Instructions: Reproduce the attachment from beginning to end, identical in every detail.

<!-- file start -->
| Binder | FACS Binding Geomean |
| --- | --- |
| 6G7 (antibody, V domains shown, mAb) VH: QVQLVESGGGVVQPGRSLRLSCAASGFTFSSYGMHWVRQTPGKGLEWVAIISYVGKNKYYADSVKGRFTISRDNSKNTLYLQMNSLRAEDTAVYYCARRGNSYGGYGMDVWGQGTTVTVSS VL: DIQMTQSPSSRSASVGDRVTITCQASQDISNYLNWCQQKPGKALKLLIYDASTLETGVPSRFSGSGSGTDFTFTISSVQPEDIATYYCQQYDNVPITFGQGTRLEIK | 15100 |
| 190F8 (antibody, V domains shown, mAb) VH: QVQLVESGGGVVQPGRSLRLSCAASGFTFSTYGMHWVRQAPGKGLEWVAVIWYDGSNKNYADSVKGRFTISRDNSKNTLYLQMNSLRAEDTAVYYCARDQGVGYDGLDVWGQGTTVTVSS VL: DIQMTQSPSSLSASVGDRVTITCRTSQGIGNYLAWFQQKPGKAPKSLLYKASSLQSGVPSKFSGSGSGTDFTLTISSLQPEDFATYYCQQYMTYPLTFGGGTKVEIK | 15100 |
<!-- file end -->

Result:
| Binder | FACS Binding Geomean |
| --- | --- |
| 6G7 (antibody, V domains shown, mAb) VH: QVQLVESGGGVVQPGRSLRLSCAASGFTFSSYGMHWVRQTPGKGLEWVAIISYVGKNKYYADSVKGRFTISRDNSKNTLYLQMNSLRAEDTAVYYCARRGNSYGGYGMDVWGQGTTVTVSS VL: DIQMTQSPSSRSASVGDRVTITCQASQDISNYLNWCQQKPGKALKLLIYDASTLETGVPSRFSGSGSGTDFTFTISSVQPEDIATYYCQQYDNVPITFGQGTRLEIK | 15100 |
| 190F8 (antibody, V domains shown, mAb) VH: QVQLVESGGGVVQPGRSLRLSCAASGFTFSTYGMHWVRQAPGKGLEWVAVIWYDGSNKNYADSVKGRFTISRDNSKNTLYLQMNSLRAEDTAVYYCARDQGVGYDGLDVWGQGTTVTVSS VL: DIQMTQSPSSLSASVGDRVTITCRTSQGIGNYLAWFQQKPGKAPKSLLYKASSLQSGVPSKFSGSGSGTDFTLTISSLQPEDFATYYCQQYMTYPLTFGGGTKVEIK | 15100 |